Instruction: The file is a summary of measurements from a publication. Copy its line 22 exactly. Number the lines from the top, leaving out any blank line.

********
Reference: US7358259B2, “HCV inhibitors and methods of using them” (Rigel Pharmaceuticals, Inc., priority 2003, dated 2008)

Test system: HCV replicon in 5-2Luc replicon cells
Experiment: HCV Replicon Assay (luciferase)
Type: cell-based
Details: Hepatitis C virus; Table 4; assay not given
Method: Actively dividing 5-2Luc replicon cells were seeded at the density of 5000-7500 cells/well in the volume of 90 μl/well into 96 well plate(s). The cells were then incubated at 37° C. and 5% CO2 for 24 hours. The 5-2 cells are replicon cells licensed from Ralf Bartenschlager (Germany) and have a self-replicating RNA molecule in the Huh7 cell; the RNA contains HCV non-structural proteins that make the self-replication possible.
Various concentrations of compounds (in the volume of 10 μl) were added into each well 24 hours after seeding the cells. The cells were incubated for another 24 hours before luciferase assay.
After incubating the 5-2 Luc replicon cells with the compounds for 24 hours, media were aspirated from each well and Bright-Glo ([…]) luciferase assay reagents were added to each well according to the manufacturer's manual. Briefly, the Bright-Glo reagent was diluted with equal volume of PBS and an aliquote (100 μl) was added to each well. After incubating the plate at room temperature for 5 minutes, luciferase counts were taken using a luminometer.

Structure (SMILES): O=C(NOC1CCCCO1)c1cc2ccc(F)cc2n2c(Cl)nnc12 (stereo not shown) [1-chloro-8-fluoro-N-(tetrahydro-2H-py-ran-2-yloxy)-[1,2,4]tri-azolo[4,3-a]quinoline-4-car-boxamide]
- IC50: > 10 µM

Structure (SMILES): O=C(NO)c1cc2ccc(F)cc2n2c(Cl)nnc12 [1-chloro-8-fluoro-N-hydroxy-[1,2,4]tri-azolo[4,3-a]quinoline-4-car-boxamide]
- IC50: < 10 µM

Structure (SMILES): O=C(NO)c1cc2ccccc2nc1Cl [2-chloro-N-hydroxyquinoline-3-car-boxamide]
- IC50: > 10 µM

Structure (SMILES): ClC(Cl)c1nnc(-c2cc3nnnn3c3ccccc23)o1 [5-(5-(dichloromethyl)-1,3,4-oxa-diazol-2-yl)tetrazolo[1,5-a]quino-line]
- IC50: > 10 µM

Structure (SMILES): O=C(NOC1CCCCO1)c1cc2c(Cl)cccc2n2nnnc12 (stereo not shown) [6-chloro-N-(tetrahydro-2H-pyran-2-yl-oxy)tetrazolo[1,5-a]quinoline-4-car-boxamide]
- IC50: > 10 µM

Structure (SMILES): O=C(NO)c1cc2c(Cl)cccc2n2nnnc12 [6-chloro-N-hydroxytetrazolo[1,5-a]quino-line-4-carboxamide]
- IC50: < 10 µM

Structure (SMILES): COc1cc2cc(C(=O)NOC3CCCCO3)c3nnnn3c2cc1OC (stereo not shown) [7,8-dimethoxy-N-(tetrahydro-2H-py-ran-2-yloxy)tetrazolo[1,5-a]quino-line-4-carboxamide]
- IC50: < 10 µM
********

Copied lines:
- IC50: < 10 µM